Two motorboats travelling up and down a lake at constant speeds leave opposite ends A and B at the same instant, passing each other, for the first time 600 metres from A, and on their return, 400. . . .
Can you explain how this card trick works?
Choose any four consecutive even numbers. Multiply the two middle numbers together. Multiply the first and last numbers. Now subtract your second answer from the first. Try it with your own. . . .
Brian swims at twice the speed that a river is flowing, downstream from one moored boat to another and back again, taking 12 minutes altogether. How long would it have taken him in still water?
Imagine starting with one yellow cube and covering it all over with a single layer of red cubes, and then covering that cube with a layer of blue cubes. How many red and blue cubes would you need?
Think of a number and follow the machine's instructions... I know what your number is! Can you explain how I know?
Create some shapes by combining two or more rectangles. What can you say about the areas and perimeters of the shapes you can make?
Jo has three numbers which she adds together in pairs. When she does this she has three different totals: 11, 17 and 22 What are the three numbers Jo had to start with?”
A job needs three men but in fact six people do it. When it is finished they are all paid the same. How much was paid in total, and much does each man get if the money is shared as Fred suggests?
Think of a number Multiply it by 3 Add 6 Take away your start number Divide by 2 Take away your number. (You have finished with 3!) HOW DOES THIS WORK?
An algebra task which depends on members of the group noticing the needs of others and responding.
Fifteen students had to travel 60 miles. They could use a car, which could only carry 5 students. As the car left with the first 5 (at 40 miles per hour), the remaining 10 commenced hiking along the. . . .
Polygons drawn on square dotty paper have dots on their perimeter (p) and often internal (i) ones as well. Find a relationship between p, i and the area of the polygons.
Some students have been working out the number of strands needed for different sizes of cable. Can you make sense of their solutions?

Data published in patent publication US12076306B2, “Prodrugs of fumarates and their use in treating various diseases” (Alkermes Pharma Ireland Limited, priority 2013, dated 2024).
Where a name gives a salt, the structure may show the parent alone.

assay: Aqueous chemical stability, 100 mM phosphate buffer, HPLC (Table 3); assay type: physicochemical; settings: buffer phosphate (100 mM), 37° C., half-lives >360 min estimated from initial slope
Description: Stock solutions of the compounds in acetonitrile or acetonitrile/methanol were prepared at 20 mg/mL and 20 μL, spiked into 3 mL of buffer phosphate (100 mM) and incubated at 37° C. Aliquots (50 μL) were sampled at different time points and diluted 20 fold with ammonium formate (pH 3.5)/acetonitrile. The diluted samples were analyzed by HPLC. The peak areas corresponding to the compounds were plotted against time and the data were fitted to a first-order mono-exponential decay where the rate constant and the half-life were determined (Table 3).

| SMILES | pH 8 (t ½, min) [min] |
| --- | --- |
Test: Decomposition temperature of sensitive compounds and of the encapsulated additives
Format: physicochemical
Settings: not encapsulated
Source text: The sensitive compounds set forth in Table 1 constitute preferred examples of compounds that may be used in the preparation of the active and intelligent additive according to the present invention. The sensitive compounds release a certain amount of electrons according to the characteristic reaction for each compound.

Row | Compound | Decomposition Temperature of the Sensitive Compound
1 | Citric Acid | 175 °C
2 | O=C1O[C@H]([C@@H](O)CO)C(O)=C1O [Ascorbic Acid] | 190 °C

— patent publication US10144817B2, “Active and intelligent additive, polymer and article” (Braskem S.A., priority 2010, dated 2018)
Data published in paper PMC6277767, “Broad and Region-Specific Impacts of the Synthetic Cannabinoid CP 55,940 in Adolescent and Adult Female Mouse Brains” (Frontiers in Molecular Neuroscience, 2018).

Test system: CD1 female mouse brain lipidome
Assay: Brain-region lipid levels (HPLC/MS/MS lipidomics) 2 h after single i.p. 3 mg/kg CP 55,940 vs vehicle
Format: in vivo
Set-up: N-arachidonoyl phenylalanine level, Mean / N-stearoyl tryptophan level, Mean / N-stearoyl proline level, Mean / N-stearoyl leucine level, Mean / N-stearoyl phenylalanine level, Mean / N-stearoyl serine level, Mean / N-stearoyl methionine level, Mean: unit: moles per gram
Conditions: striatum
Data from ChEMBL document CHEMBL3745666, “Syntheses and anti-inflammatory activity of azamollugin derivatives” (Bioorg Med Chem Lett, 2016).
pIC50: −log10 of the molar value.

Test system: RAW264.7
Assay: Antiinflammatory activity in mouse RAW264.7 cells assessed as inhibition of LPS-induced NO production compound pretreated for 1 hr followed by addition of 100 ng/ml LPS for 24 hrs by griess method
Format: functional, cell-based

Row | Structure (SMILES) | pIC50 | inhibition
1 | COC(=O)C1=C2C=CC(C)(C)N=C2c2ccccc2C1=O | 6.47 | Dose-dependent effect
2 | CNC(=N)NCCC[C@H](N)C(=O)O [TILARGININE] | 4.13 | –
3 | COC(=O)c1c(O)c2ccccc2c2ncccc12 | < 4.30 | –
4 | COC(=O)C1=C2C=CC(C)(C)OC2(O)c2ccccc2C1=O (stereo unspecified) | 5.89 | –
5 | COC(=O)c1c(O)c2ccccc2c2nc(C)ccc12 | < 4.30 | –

Robert noticed some interesting patterns when he highlighted square numbers in a spreadsheet. Can you prove that the patterns will continue?
To investigate the relationship between the distance the ruler drops and the time taken, we need to do some mathematical modelling...
A cyclist and a runner start off simultaneously around a race track each going at a constant speed. The cyclist goes all the way around and then catches up with the runner. He then instantly turns. . . .
Find all the triples of numbers a, b, c such that each one of them plus the product of the other two is always 2.
How could Penny, Tom and Matthew work out how many chocolates there are in different sized boxes?
The well known Fibonacci sequence is 1 ,1, 2, 3, 5, 8, 13, 21.... How many Fibonacci sequences can you find containing the number 196 as one of the terms?
Try entering different sets of numbers in the number pyramids. How does the total at the top change?
Find some examples of pairs of numbers such that their sum is a factor of their product. eg. 4 + 12 = 16 and 4 × 12 = 48 and 16 is a factor of 48.
Take any two numbers between 0 and 1. Prove that the sum of the numbers is always less than one plus their product?
Let S1 = 1 , S2 = 2 + 3, S3 = 4 + 5 + 6 ,........ Calculate S17.
When number pyramids have a sequence on the bottom layer, some interesting patterns emerge...